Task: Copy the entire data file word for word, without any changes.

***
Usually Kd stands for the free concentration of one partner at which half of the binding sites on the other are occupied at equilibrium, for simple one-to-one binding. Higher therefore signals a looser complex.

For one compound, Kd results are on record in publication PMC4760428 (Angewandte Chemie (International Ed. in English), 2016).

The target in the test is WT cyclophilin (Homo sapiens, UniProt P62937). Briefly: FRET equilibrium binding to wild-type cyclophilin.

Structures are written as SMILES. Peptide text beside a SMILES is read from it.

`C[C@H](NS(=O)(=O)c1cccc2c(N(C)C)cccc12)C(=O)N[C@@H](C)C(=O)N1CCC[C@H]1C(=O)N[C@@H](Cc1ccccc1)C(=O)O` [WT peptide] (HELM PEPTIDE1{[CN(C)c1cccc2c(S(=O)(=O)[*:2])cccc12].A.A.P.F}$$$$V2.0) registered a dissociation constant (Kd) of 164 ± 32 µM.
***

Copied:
Usually Kd stands for the free concentration of one partner at which half of the binding sites on the other are occupied at equilibrium, for simple one-to-one binding. Higher therefore signals a looser complex.

For one compound, Kd results are on record in publication PMC4760428 (Angewandte Chemie (International Ed. in English), 2016).

The target in the test is WT cyclophilin (Homo sapiens, UniProt P62937). Briefly: FRET equilibrium binding to wild-type cyclophilin.

Structures are written as SMILES. Peptide text beside a SMILES is read from it.

`C[C@H](NS(=O)(=O)c1cccc2c(N(C)C)cccc12)C(=O)N[C@@H](C)C(=O)N1CCC[C@H]1C(=O)N[C@@H](Cc1ccccc1)C(=O)O` [WT peptide] (HELM PEPTIDE1{[CN(C)c1cccc2c(S(=O)(=O)[*:2])cccc12].A.A.P.F}$$$$V2.0) registered a dissociation constant (Kd) of 164 ± 32 µM.